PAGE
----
Tooth decay, also known as dental caries, affects the tooth. First, the tooth’s enamel is eroded, then the dentin, leading to the gradual destruction of the tooth.
Various methods apply to different ages, but there is no escaping the need to brush teeth.
From 6 months to 1 year:
Simply apply a wet compress over the baby’s tooth/teeth. During this period, when teething may be painful, gum massages or refrigerated teething rings may help to relieve pain in your baby’s gums.
From 1 to 3 years:
It is your job as a parent to brush your child’s teeth.
Before the age of 2, it is advised that you brush your child’s teeth in the evening, without using toothpaste, as your child will tend to swallow it.
Children this age do not yet know how to spit out properly. You should brush your child’s teeth twice a day from the age of 2: once in the morning and once in the evening before going to bed.
From 4 years:
Your child is growing and is becoming more independent. he/she should now be able to brush his/her own teeth under your supervision.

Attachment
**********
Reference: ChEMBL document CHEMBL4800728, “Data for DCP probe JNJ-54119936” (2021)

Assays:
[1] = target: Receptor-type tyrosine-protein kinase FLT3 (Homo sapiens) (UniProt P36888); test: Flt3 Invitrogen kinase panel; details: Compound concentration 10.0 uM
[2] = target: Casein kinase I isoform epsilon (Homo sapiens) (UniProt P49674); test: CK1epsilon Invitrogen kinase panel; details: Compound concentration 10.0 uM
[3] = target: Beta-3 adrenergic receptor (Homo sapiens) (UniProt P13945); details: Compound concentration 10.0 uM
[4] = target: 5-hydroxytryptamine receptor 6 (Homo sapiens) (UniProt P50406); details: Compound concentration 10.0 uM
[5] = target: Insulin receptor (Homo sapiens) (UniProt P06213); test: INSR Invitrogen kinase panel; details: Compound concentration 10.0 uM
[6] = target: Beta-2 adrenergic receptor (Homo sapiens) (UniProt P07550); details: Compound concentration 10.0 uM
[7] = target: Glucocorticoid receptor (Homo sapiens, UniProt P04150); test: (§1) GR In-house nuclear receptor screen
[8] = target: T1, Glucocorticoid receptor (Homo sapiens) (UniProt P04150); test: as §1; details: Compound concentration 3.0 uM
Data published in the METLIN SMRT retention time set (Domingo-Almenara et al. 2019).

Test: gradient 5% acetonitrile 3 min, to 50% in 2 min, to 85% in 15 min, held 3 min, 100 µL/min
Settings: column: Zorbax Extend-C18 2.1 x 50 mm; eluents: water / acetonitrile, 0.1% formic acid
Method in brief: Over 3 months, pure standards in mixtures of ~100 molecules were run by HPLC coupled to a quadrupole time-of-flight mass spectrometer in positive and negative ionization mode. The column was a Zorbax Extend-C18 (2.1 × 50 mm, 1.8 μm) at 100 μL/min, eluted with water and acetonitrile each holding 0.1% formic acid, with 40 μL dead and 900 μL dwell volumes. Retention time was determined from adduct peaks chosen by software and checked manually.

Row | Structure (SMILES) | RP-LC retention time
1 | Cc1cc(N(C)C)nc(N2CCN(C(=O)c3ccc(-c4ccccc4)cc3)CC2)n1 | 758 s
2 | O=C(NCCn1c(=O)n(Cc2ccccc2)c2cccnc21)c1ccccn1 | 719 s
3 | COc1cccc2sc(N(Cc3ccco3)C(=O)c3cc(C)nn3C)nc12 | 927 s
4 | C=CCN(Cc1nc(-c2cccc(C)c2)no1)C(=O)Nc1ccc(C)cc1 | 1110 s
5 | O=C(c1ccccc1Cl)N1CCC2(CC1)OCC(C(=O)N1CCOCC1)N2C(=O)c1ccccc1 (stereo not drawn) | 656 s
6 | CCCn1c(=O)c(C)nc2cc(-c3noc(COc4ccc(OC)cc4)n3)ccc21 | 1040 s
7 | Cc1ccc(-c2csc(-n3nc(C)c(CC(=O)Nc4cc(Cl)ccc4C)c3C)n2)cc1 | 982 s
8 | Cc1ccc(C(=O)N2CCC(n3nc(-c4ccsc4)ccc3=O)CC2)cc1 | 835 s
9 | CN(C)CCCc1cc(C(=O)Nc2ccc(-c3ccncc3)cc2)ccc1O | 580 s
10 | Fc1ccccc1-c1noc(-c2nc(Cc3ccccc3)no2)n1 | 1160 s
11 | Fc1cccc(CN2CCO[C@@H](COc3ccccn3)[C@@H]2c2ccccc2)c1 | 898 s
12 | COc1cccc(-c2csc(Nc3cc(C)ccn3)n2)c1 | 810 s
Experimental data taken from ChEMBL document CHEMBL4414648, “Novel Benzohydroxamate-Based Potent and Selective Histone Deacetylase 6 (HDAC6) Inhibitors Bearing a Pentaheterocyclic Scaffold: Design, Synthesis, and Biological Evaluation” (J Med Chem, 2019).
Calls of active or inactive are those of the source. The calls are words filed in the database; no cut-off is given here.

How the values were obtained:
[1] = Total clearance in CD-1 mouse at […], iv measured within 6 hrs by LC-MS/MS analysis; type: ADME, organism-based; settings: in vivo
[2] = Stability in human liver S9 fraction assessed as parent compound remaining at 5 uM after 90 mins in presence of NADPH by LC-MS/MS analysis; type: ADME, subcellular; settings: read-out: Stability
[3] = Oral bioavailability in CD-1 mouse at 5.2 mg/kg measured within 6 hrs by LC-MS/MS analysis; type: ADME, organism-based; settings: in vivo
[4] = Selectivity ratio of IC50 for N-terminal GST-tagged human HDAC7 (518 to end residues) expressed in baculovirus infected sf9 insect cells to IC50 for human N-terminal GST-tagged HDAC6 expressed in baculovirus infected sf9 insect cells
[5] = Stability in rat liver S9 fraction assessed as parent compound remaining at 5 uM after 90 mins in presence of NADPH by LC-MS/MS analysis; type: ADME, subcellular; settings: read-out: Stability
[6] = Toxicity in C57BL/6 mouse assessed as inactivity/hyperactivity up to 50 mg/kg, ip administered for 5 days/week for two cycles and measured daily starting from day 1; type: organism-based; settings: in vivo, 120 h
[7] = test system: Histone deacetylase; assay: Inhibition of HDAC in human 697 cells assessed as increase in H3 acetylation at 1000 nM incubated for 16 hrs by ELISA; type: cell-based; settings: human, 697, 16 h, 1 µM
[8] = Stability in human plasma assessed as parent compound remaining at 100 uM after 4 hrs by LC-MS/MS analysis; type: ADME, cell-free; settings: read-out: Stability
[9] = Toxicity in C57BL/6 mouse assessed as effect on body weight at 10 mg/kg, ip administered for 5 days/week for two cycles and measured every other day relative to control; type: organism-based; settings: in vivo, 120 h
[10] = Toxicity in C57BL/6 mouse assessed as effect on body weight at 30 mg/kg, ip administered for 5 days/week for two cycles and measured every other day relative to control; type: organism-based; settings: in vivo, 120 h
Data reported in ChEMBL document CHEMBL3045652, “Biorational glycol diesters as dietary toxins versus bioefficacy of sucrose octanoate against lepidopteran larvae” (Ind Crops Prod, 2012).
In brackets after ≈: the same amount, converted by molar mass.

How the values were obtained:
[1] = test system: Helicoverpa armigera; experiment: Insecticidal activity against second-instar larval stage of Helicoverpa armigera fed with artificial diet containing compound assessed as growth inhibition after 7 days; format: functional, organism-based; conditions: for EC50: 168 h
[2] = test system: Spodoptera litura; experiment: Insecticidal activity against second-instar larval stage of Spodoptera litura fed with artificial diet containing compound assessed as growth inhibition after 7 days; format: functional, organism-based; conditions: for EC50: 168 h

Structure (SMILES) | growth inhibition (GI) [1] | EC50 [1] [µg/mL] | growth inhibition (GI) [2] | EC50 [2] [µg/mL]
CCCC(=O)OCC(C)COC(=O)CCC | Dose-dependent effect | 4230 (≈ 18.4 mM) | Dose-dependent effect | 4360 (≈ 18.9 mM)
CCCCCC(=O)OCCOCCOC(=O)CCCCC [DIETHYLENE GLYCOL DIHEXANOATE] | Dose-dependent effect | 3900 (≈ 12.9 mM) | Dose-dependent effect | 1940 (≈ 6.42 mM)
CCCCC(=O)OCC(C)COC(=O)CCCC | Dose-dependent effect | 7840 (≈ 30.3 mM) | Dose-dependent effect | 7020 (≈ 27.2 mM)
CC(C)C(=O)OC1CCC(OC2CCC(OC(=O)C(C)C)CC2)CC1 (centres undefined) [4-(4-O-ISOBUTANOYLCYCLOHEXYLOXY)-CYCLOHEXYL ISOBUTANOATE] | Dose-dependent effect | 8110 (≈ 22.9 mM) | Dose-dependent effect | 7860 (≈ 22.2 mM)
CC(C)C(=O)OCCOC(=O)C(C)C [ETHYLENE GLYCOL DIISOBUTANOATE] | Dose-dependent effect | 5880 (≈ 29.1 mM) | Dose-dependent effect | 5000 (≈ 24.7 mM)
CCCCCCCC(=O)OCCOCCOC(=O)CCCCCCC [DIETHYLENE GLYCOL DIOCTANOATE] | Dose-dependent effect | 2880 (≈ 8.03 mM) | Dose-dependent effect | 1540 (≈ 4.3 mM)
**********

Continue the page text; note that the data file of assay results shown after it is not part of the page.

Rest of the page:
You must show your child the right way to brush, going back and forth at least five times at the top and another five at the bottom. You must also teach your child how to rinse and spit without swallowing.
The time taken to brush teeth should be done as ritual play so that the child accepts it more readily.
From 6 years:
Your child now knows the basic brushing techniques.
You must now teach him/her how to brush the inner side of the teeth and how to alternate with a bottom-to-top movement in order to remove all deposits that may remain, including in the gaps between teeth.
For brushing to be considered effective, there are a few simple rules to follow.
Fluoride is a trace element which helps teeth by making them more resistant to the attacks of dental plaque. It attaches to tooth enamel and thereby strengthens teeth.
Food deposits tend to stick in the recesses in the upper side of molars, and even the thin fibers of a toothbrush cannot dislodge them. as 80% of dental caries develop in these recesses, this technique is used to protect the fissures in teeth, and therefore to prevent tooth decay.
Dental sealants are recommended once the four permanent molars have come through, i.e. around the age of 6 and then around the age of 12, when the second permanent molars appear.
This quick and painless procedure involves sealing the fissures in the permanent molars with a protective resin in order to prevent tooth decay. Even if dental sealants stay in place for several years, a dental check-up is necessary every one to two years.